When my mother died, we told Natty that abuela had gone "with the angels." This seemed to suffice. Natty understood that angels lived in heaven. She even came up with her very own angel dance. When you asked where grandma was, Natty would flap her arms while twirling around the living room.

It's been two and a half years since mami left us. Natty was only 3 years old then. I knew that she remembered grandma but I was shocked to hear that she cries at night because she misses her. What did my sister tell her?

"When someone dies it means they are not coming back. It's ok, though. Because that person lives in our hearts." As my sister rattled on with her explanation, tears streamed down my face, neck and onto my lap. I could not stop crying. I wanted so much to be silent, to pretend everything was ok. I didn't want to hurt my sister. Miles away in Italy, there's not much I can do. I mean, I can't even hug my sister or niece. So, I not-so-quietly expressed my pain in sobs.

Yesterday, Natty turned six. I remembered the day she was born. When I arrived at the hospital, my mother was holding her. There was something different in her face, a look that was foreign to me.  She stared at Natty with a serene, loving gaze. I did not quite understand it then but I recognize it in a heartbeat now. That look was sheer love radiating from my mother's face. I know that this love lives on, wherever she may be.

I'm sure mami is touched that Natty remembers her abuela so fondly and vividly. I hope she's sending hugs from above. Who knows? Maybe mami is doing her own angel dance.

Sunday, October 2, 2011

Raising my glass

The little boy who once chased me around our backyard has turned into a man. My youngest brother is now a husband. Someday he will become a father.  

Today I raise my glass to Jesus and his lovely bride Mary. They have seen the best in each other and have found fortune in their love. Where there is love, there is joy. Joy is a fruit of happiness and those who eat from its tree are blessed.

May the path of those bound by love and promise be paved with compassion, understanding, caring, respect and deep commitment.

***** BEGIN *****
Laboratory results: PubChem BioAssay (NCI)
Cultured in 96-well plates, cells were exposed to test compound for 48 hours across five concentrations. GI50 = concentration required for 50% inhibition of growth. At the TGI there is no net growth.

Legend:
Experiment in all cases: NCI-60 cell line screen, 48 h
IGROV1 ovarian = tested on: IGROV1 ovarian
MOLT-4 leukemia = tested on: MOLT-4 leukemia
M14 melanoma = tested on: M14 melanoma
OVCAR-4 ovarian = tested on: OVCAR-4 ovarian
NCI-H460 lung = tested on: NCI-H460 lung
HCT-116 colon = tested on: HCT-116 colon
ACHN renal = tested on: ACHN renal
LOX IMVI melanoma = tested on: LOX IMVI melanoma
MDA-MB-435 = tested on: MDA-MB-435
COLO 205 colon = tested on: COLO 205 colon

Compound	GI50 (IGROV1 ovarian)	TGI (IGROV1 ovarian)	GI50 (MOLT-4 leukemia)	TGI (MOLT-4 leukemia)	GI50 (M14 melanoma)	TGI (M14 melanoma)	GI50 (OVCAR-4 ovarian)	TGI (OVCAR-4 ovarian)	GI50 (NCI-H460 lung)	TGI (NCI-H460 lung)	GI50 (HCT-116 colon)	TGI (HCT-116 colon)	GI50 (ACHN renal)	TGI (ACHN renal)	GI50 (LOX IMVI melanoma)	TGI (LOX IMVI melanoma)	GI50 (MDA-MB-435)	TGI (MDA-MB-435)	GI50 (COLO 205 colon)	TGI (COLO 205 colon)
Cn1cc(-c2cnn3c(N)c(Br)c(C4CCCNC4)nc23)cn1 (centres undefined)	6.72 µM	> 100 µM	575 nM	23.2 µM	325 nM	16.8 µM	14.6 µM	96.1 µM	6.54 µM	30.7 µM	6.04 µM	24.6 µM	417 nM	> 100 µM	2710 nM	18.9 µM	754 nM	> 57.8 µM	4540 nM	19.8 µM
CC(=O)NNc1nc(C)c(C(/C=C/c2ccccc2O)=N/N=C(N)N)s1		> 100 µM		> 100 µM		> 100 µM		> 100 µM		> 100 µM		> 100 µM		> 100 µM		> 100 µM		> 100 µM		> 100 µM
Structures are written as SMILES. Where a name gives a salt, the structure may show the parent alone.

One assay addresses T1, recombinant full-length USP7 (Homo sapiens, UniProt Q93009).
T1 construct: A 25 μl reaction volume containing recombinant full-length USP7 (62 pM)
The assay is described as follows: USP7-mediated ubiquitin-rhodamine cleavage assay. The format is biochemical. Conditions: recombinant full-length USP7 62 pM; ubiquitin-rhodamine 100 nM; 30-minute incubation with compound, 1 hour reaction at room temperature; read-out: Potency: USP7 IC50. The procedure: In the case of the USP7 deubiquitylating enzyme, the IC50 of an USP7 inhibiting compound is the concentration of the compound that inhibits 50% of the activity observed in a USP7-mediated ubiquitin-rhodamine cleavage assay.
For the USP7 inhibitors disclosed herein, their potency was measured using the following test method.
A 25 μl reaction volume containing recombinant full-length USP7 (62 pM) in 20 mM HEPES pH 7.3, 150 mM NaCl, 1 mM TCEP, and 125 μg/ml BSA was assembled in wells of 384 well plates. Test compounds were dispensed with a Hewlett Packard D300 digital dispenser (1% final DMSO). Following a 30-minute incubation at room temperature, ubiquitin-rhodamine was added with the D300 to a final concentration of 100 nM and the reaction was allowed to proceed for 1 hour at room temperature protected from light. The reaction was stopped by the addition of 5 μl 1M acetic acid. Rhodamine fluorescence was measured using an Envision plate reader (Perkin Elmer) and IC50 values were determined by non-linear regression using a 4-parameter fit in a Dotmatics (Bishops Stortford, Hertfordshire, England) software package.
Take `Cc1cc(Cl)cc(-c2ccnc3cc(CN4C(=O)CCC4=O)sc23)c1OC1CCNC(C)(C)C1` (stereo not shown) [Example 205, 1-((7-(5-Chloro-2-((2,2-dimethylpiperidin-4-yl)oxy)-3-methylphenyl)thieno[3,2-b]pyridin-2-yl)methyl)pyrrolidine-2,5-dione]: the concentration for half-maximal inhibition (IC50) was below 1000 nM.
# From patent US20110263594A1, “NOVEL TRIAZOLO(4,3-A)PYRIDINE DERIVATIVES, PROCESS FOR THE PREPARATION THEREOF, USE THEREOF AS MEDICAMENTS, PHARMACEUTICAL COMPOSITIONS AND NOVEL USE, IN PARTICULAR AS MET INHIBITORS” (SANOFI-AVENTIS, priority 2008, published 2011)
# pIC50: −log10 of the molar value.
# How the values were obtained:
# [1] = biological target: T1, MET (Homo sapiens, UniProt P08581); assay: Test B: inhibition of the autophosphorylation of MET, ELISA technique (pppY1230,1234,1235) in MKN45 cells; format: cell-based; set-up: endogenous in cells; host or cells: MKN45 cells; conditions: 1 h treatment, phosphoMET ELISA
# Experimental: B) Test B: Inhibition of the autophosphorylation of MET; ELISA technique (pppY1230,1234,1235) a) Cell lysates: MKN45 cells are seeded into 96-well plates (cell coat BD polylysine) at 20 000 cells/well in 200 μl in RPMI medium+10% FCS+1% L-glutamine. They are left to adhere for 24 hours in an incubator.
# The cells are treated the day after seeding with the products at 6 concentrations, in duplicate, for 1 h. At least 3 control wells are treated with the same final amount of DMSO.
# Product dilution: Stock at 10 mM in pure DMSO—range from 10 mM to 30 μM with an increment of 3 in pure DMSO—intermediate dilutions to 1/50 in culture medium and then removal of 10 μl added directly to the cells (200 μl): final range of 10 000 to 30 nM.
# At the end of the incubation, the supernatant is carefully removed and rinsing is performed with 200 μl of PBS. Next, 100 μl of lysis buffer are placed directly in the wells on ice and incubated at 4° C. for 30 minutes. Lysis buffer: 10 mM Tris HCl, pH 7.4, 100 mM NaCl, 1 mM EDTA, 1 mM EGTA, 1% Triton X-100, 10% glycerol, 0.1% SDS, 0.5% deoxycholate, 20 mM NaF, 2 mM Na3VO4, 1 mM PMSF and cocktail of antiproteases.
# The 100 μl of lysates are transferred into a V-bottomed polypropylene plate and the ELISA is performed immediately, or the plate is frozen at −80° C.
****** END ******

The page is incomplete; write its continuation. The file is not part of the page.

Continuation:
To Mr. and Mrs. Colรณn! Salud! 

Tuesday, September 20, 2011

Seeing the light

Pain was an old friend I got used to carrying. Somehow, it always made its way into every suitcase I packed. Like a ghost, it was my silent travel companion. 

In India, it accompanied me to every temple and church. It was the cause of the tears I shed along the Arabic Sea. Instead of focusing on the dolphins floating along the Goan coast, I looked out on the horizon and nursed my broken heart.

Pain does not require a passport and thus made its way to Italy with me.  As I knelt at St. Peter's Basilica in Vatican City, grateful I was beginning my new journey last spring, my merciless companion was busy at work.  Tears, pregnant with pain, trickled down to my bent knees as I prayed for peace and a mended soul.

Once the school year began, my concealed enemy permeated every wine and cheese tasting I was supposed to be enjoying. Much like a sensor you cannot control, my depression came and went as it pleased. Determined to beat it, I busied myself with school, new friends and more travels.

This summer, somewhere along a dusty road in the Romanian countryside, something shifted.  As I walked uphill carrying a 20 pound backpack, I stopped to take in the view. Small blueberry bushes exhibited their lush fruit. A dog barked in the distance. Morning clouds had scattered, allowing the sun to warm my skin. I thought of Mami. 

Since losing my mother two years ago I have walked a path painted in shades of grey. While there have been bursts of color along the way, depression pinned me to a shadowy corner. But that morning in Transylvania my load felt lighter as I climbed towards happiness.  

Life sometimes becomes an uphill battle but my mother taught me that you must persevere. You must do what it takes to power through. Do you know what happens along the way? You shed layers of unhappiness and before knowing it, you see the light again.

Sunday, July 3, 2011

Spicy Rose Tip of the Day

Next time you enjoy papaya think twice about tossing its seeds! Papaya seeds, glistening black pearls encased in the center of the fruit, can be used to tenderize meats. This is all the work of an enzyme called "papain" that helps digest proteins. Place the seeds on a small plate and let air dry on a windowsill. When dry, place in a pepper mill and grind onto your favorite marinade.  Curious about papaya? Click here.